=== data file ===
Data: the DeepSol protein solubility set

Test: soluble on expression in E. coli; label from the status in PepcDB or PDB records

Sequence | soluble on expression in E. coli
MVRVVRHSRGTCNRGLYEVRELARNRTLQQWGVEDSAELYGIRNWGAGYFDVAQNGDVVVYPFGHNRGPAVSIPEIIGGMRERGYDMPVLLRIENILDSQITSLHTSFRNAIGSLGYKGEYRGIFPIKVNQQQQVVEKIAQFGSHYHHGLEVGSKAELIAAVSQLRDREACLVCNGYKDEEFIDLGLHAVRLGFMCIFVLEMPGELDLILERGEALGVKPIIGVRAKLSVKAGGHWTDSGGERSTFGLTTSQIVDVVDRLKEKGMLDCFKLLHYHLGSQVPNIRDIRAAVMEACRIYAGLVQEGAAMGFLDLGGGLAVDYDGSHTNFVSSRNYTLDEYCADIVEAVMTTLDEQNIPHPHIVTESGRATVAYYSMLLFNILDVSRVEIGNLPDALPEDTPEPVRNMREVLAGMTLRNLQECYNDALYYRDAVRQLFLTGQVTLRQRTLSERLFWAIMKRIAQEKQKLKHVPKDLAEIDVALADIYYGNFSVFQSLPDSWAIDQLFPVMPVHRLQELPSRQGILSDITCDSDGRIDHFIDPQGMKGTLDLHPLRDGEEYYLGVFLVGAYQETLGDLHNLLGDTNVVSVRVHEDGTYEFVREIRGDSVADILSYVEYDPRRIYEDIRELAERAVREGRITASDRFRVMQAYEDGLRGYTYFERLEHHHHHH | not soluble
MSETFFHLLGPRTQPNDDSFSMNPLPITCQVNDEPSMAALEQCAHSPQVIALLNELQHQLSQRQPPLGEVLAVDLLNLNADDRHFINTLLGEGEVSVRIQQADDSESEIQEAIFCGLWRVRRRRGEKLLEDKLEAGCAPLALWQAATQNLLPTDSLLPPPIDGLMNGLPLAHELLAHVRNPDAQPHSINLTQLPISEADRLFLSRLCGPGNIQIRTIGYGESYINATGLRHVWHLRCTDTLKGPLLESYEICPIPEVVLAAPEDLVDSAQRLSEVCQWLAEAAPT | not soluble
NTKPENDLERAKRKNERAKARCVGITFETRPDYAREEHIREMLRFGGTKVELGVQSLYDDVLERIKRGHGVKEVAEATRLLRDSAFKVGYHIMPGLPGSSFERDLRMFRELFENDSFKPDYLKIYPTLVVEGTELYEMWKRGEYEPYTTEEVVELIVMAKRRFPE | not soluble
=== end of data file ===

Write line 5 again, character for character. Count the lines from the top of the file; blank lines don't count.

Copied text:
MSETFFHLLGPRTQPNDDSFSMNPLPITCQVNDEPSMAALEQCAHSPQVIALLNELQHQLSQRQPPLGEVLAVDLLNLNADDRHFINTLLGEGEVSVRIQQADDSESEIQEAIFCGLWRVRRRRGEKLLEDKLEAGCAPLALWQAATQNLLPTDSLLPPPIDGLMNGLPLAHELLAHVRNPDAQPHSINLTQLPISEADRLFLSRLCGPGNIQIRTIGYGESYINATGLRHVWHLRCTDTLKGPLLESYEICPIPEVVLAAPEDLVDSAQRLSEVCQWLAEAAPT | not soluble